I'm not sure what's more disappointing: that former USGA technical director is advocating more rough and 10 clubs, or that the New York Times continues to print his pieces, even putting the latest column on the main Op-Ed page.
In an email sent out to his subscribers, the headline read "THOMAS PROPOSES TEN CLUB SOLUTION FOR TOUR," and the subheader said, "Limiting club selection and focus on course set up can help allay technology fears."
In "Golf's Power Failure," Thomas writes:
Now officers and elders of the golf association — which, along with the Royal and Ancient Golf Association of St. Andrews, Scotland, writes the game's rules — have asked manufacturers to study the feasibility of a ball that would travel on average 25 yards less than those used now.
This idea is wrongheaded in several ways. To begin with, mandating such a ball would affect all players, and the vast majority of golfers don't hit the ball too far. (Nor do we hit the ball nearly as far as we think we do; well-supported data indicates that the average golfer hits a driver 192 yards — while thinking that he hits it approximately 230.) It's safe to say that for most of us the great layouts created a century ago still provide plenty of challenge.
Which is why Thomas is advocating change, but not before questioning recent action taken by the USGA to mop up for many of the things that got by his watch:
Even before addressing the ball, the rule-making bodies took several foolish steps. They instituted limits that allowed some spring-like effect from the club faces of high-tech titanium drivers (a phenomenon that let the club itself enhance the ball speed at impact for the first time), while restricting both the length of a driver (which will affect few players) and the permissible height of a tee (which is downright silly). They have also explored limits on how much a club can resist twisting at impact; such a change, like the reduced-distance ball, would have a much greater effect on the average golfer than on those who play for prize money.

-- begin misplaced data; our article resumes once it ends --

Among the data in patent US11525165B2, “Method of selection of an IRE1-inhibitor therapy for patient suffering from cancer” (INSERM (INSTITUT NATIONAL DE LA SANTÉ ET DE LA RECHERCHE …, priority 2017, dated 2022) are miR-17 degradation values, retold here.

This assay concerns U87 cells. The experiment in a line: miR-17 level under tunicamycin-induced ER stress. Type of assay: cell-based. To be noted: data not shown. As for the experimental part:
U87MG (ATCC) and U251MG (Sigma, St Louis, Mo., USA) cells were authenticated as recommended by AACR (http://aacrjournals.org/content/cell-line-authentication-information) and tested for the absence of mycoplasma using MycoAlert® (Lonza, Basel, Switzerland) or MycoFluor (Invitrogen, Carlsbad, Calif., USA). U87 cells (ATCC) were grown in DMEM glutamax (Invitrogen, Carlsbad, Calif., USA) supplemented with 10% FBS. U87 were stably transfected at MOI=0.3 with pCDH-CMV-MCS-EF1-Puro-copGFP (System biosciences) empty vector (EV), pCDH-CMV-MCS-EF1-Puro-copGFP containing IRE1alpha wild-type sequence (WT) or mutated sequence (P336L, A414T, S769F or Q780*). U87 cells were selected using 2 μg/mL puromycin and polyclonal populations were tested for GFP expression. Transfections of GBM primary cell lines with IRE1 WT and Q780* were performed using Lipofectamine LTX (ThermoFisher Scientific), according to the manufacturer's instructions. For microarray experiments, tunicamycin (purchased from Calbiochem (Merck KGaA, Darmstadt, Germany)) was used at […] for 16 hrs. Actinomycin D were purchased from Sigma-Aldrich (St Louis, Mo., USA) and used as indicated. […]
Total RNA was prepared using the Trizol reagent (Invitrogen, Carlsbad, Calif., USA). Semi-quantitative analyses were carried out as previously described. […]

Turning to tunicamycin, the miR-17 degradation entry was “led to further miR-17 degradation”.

Ah, so since this debate has always been part of the game and we should relax a bit, Thomas suggests doing something about it:
The goal should be to keep professionals from mindlessly bombing away while not unnecessarily hurting the average player. I have two suggestions. First, tournament courses should be set up to punish long but wayward hitters by narrowing fairways and growing higher rough (the longer grass along the margins of the hole).
Yes, it's worked so well and cures many sleep disorders. And really, when you consider that fairways are now 20-25 yars, they have so much room to get narrower. I saw the width of a ball would be fair.
The other major change would address the imbalance that today seems to favor power so strongly over touch and finesse. To place greater emphasis on the old skills required to work the ball and to hit less-than-full shots, professional players should be restricted to 10 clubs in their bags instead of the current 14.
What do you think manufacturers would hate more, a ball rollback that doesn't impact anyone under 110 mph, or Tour pros only uh, "branding" 10 clubs instead of 14?
And they say I'm anti-technology!